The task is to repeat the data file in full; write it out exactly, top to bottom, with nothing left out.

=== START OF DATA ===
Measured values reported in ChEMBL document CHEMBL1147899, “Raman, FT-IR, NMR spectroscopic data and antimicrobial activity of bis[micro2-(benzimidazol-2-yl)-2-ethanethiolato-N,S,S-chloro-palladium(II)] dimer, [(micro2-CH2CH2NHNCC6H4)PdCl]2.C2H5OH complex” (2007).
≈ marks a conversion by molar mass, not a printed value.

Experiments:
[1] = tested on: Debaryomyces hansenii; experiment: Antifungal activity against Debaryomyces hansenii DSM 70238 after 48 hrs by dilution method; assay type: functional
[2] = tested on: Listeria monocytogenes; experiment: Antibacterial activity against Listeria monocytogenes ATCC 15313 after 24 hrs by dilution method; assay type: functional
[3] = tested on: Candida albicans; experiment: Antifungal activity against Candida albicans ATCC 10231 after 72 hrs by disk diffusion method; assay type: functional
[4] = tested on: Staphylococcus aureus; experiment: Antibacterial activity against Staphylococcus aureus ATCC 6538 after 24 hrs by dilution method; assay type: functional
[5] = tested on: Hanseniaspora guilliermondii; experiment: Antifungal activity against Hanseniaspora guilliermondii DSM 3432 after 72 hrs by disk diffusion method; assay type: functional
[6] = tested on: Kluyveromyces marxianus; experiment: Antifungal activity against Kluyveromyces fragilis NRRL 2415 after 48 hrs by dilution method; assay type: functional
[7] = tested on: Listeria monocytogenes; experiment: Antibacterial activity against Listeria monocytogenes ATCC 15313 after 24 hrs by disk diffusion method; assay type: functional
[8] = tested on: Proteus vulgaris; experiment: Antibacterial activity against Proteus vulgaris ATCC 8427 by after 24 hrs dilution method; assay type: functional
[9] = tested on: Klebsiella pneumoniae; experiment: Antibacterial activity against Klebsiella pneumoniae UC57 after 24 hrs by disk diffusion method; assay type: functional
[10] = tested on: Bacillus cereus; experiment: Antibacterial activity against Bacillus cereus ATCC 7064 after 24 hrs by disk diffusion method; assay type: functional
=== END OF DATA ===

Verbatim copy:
Measured values reported in ChEMBL document CHEMBL1147899, “Raman, FT-IR, NMR spectroscopic data and antimicrobial activity of bis[micro2-(benzimidazol-2-yl)-2-ethanethiolato-N,S,S-chloro-palladium(II)] dimer, [(micro2-CH2CH2NHNCC6H4)PdCl]2.C2H5OH complex” (2007).
≈ marks a conversion by molar mass, not a printed value.

Experiments:
[1] = tested on: Debaryomyces hansenii; experiment: Antifungal activity against Debaryomyces hansenii DSM 70238 after 48 hrs by dilution method; assay type: functional
[2] = tested on: Listeria monocytogenes; experiment: Antibacterial activity against Listeria monocytogenes ATCC 15313 after 24 hrs by dilution method; assay type: functional
[3] = tested on: Candida albicans; experiment: Antifungal activity against Candida albicans ATCC 10231 after 72 hrs by disk diffusion method; assay type: functional
[4] = tested on: Staphylococcus aureus; experiment: Antibacterial activity against Staphylococcus aureus ATCC 6538 after 24 hrs by dilution method; assay type: functional
[5] = tested on: Hanseniaspora guilliermondii; experiment: Antifungal activity against Hanseniaspora guilliermondii DSM 3432 after 72 hrs by disk diffusion method; assay type: functional
[6] = tested on: Kluyveromyces marxianus; experiment: Antifungal activity against Kluyveromyces fragilis NRRL 2415 after 48 hrs by dilution method; assay type: functional
[7] = tested on: Listeria monocytogenes; experiment: Antibacterial activity against Listeria monocytogenes ATCC 15313 after 24 hrs by disk diffusion method; assay type: functional
[8] = tested on: Proteus vulgaris; experiment: Antibacterial activity against Proteus vulgaris ATCC 8427 by after 24 hrs dilution method; assay type: functional
[9] = tested on: Klebsiella pneumoniae; experiment: Antibacterial activity against Klebsiella pneumoniae UC57 after 24 hrs by disk diffusion method; assay type: functional
[10] = tested on: Bacillus cereus; experiment: Antibacterial activity against Bacillus cereus ATCC 7064 after 24 hrs by disk diffusion method; assay type: functional